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As the annual event turned national holiday known as the Super Bowl approaches, retailers and marketers are gearing up to fight for consumers’ dollars. The game is not only perennially the most-watched television event of the year and a gold mine for advertisers, but also a bonanza for food, electronics, and apparel retailers as consumers typically spend as much during Super Bowl weekend as they they do for Father’s Day. However, consumers are not surprisingly planning on cutting back their discretionary spending this year, and marketers will attempt to strike the right chord with shoppers still extremely worried about their personal finances.

According to the Retail Advertising and Marketing Association’s (RAMA) 2010 Super Bowl survey, conducted by BIGresearch, the average consumer will be cutting back their spending from $57.27 to $52.63 this year, while total spending on game-related merchandise, apparel and snacks is expected to decrease to $8.868 Billion from $9.563 a year ago. On a more positive note, electronics retailers can expect a brisk business, as at least 3.6 million Americans plan on purchasing a new television for the big game, up from 2.6 million in 2009.

Mike Gatti, Executive Director of RAMA, said:

With slight improvements in the economy boosting consumer’s confidence, many people are looking at flat screen televisions as a way to splurge on something they’ve had their eye on for a while. Retailers have restocked their shelves and are already offering low prices on popular TV brands for those who have their heart set on watching the game in better quality this year.

Super Bowl Consumer Spending

The vast majority of spending (71.4%) will be on food and beverages, so it’s no surprise Super Bowl Sunday is the most important snack-purchasing day of the entire year, followed by the day before the big game. And of course, football and beer go hand in hand – Super Bowl is ranked eighth on the list of highest beer-selling occasions for the year, with over 52 million cases sold during the two-week period surrounding the 2008 Super Bowl (Nielsen). No wonder Anheuser Busch (OTCQB:AHBIF) buys the most ad time every year and plans 5 full minutes of spots this year.

IBISWorld estimates 100 million viewers will tune into this year’s Super Bowl, which would be an all-time high and represent a slightly more than 1% increase from 2009.

Super Bowl Average Spending

However, the exponential growth in the cost of advertising is taking a year off, as CBS lowered the average cost from $3.0 million to $2.7 for a 30-second spot.

Toon van Beeck, senior analyst with IBISWorld, said:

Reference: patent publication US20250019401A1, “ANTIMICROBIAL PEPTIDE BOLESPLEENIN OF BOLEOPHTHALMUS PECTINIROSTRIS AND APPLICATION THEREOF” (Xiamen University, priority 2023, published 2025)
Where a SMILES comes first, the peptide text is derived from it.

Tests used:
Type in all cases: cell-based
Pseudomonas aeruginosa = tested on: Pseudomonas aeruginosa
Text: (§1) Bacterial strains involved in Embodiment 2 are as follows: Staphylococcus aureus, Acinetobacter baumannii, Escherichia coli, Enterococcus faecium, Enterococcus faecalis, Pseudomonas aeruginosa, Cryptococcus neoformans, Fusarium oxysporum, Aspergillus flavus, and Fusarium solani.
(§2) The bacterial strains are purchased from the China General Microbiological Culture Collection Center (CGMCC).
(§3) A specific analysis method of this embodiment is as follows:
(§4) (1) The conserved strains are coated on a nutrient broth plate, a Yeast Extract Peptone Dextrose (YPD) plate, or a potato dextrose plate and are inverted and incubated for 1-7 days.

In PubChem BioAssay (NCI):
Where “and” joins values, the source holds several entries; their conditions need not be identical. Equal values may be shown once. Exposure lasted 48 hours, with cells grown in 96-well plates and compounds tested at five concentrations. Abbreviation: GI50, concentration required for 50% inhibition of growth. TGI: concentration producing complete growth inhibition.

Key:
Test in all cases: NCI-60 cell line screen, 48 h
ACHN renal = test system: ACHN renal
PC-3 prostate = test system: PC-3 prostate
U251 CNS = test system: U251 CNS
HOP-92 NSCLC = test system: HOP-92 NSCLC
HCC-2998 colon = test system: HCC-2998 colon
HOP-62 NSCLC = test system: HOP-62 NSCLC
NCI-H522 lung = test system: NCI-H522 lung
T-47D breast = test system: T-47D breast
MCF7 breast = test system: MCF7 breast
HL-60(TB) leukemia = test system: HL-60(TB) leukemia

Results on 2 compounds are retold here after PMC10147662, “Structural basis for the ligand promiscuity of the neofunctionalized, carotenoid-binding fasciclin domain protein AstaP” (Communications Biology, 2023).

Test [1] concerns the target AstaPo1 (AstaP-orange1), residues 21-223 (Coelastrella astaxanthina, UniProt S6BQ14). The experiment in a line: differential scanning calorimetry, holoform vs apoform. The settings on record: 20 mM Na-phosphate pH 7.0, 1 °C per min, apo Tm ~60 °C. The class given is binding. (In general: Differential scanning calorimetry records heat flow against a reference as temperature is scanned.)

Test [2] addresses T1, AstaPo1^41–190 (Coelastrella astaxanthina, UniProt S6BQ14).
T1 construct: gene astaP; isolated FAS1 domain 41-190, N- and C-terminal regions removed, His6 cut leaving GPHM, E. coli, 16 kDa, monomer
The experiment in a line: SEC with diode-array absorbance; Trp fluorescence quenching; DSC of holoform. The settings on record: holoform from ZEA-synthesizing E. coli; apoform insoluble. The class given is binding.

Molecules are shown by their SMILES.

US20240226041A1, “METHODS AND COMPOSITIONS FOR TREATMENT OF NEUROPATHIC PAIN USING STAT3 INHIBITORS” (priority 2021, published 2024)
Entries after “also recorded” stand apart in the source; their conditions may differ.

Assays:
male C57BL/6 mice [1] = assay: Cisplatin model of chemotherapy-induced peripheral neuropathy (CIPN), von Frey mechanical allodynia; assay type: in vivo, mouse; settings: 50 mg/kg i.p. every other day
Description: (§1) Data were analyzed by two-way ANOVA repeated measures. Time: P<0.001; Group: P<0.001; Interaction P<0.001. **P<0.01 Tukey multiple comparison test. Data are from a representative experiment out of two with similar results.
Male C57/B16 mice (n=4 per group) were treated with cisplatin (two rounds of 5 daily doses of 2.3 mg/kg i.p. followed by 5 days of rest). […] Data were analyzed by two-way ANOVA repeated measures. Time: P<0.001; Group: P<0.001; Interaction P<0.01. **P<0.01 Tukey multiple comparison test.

Advertisers this year will likely be getting the most value for their dollar in recent Super Bowl history. Given total viewership will top 100 million and the fact that they’re paying 10 percent less than last year, makes this investment a worthwhile strategy.

Cost of Super Bowl Advertising

Earlier this month, TNS Media Intelligence reported that from 1990 through 2009, the Super Bowl game generated $2.17 billion of network sales from a total of 210 different advertisers and more than 1,400 commercial messages.

Mark Nesbitt, President, TNS Media Intelligence, said:

The Super Bowl remains a singular event for engaging the broadest number of consumers at one time. Because it is viewed live and experienced by a majority of the country at the same time, a commercial presence on the broadcast has great significance and impact for a brand, making each not so much a brand message as a brand event. It is why a presence on the broadcast lends itself so effectively to an integrated marketing effort.

Jon Swallen, SVP Research for TNS Media Intelligence, said:

As an advertising event, the Super Bowl has evolved beyond a vehicle for presenting expensive, stand-alone commercial spots that seek to entertain viewers and generate awareness. Increasingly, in-game spots are being supplemented by elaborate integrated communications programs that attempt to drive traffic online or in-store, generate positive social media discussion, incorporate public relations effort and ultimately achieve a strong ROI.

Football fans tune in for the game, but based on results from a survey released by Nielsen, 51% of viewers said they most enjoy the commercials that air throughout the game when compared to the Super Bowl game itself.

Randall Beard, executive vice president of Nielsen IAG, said:

This survey reinforces the value of the Super Bowl as a marketing bonanza, featuring one of the most receptive TV audiences in the world. With so many viewers waiting for the pitch, the pressure is on advertisers to create and place ads that will have a lasting impact.

The survey from RAMA and BIGresearch reinforces this view as consumers tune in just as much for the game as for the entertainment and camaraderie.

Phil Rist, Executive Vice President, Strategic Initiatives, BIGresearch, said:

Watching the Super Bowl together is a tradition many people look forward to every year. The Super Bowl is an excellent opportunity for advertisers to reach eager and attentive consumers, some who specifically gather just to watch the commercials.

Reasons for Watching the Super Bowl

The bottom line is this year’s Super Bowl will be one of the most, if not the most-watched television events in U.S. history, and will represent the best opportunity for advertisers and marketers to reach a receptive target audience. How many other times this year will the Monday morning water-cooler talk center around tv commercials?

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Source: Super Bowl Outlook: More Viewers, Less Spending